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For Gas Turbines
For Gas Turbines
Managing an asset requires numerous technologies designed to assess health. While
most gas turbines in the field are fitted with some type of mechanical condition monitoring system (see companion article on page 48 in this issue of ORBIT), it is less
common to see the inclusion of thermodynamic performance monitoring systems.
However, performance monitoring is no less critical for those seeking to get the most
from their machinery and processes. As will be seen, the financial benefits for those
that employ performance monitoring are both consistent and compelling.
This article discusses the reasons for monitoring performance on both gas turbines
and the machines that they drive, the fundamentals of how a performance monitoring system works, and the types of information the system can provide. It presents the
business case for monitoring performance along with several examples of how actual
customers are obtaining value from their performance monitoring systems. It also
describes the various performance monitoring solutions available from GE Energy,
Product Line Leader, Performance Software
Patrick Hamilton, PE
Commercialization Manager, Performance Software
the applications that they target, and how they can be used individually or in
conjunction with one another as part of a larger System 1 implementation.
Gas Turbine Thermodynamics
Gas turbines convert fuel energy into mechanical power or – by connecting to
electric generators – electric power. The underlying thermodynamic cycle, known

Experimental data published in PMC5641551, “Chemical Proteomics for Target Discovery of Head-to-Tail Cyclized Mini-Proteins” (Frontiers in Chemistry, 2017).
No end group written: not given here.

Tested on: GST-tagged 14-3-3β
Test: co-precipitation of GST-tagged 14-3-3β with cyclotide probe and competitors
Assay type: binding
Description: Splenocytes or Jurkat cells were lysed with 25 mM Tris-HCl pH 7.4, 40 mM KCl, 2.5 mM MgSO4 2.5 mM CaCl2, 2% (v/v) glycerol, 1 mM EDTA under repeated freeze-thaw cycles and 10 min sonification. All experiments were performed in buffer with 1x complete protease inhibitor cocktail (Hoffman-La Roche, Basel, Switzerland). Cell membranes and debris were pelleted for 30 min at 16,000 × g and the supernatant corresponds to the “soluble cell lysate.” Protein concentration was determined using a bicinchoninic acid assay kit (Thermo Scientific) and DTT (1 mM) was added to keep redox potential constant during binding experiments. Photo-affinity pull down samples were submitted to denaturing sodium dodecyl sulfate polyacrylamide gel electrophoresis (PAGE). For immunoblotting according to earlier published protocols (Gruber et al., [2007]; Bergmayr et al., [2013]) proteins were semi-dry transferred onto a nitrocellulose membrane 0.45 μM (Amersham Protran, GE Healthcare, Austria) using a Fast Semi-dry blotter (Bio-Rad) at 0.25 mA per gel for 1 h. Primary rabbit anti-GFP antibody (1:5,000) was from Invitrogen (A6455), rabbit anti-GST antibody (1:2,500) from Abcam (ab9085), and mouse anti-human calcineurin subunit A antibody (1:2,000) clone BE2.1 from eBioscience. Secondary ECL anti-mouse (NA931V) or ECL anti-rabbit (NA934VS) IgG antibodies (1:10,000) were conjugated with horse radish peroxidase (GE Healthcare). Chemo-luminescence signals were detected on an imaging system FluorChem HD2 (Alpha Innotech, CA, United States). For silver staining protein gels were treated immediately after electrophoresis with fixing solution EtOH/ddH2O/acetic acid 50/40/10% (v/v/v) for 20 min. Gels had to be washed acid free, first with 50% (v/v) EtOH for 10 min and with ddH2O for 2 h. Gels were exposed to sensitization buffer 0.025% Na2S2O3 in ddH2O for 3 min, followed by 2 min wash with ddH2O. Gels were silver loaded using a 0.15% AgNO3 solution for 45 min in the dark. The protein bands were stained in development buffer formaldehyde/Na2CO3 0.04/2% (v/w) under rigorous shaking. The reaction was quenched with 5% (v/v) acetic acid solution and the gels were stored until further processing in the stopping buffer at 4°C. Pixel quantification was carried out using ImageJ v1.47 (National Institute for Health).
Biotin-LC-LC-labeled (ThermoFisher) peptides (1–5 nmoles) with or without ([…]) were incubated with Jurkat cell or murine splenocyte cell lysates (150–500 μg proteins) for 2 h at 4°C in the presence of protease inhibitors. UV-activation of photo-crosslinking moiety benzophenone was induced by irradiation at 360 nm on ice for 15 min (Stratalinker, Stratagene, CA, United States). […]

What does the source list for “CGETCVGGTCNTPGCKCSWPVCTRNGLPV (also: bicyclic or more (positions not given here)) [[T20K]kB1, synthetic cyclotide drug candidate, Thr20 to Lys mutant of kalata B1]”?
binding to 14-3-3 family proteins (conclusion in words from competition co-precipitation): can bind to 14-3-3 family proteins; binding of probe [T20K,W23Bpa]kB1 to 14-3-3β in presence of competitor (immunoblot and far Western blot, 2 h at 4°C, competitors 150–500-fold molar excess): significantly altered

as the Brayton Cycle, involves the compression of a gaseous medium (typically air),
the addition of fuel energy through combustion or heat exchange, and expansion
of the hot, compressed gas through a turbine to convert the thermal energy into
shaft power. In contrast to an ideal thermodynamic cycle, a real gas turbine cannot
perform these processes free of friction and losses. This results in the simplified
overall balance equation for a gas turbine as follows:
= Fuel –
A P P L I C A T I O N S
MODERN GAS TURBINES
MUST WORK AT PROCESS
MECHANICAL AND THERMAL
The profitability of this process is directly related to the
difference between the cost of fuel and the value of the
machine’s output (e.g., electricity, if the turbine is driving an electric generator). However, operators have only
limited (if any) control over their cost of fuel and the selling price of the machine’s output. This leaves only the
efficiency of the machine’s conversion process (i.e., the
consumption of fuel per unit of generated output) as
something the operator can directly influence. The
importance of maximizing efficiency is thus evident.
Factors Affecting Performance
Gas turbines operate efficiently if the energy conversion
process is operated at the following thermodynamically
1. high pressure and temperature at the turbine inlet;
2. minimal losses during compression and expansion.
While conversion losses can be minimized through optimal aerodynamic design of the compressor and turbine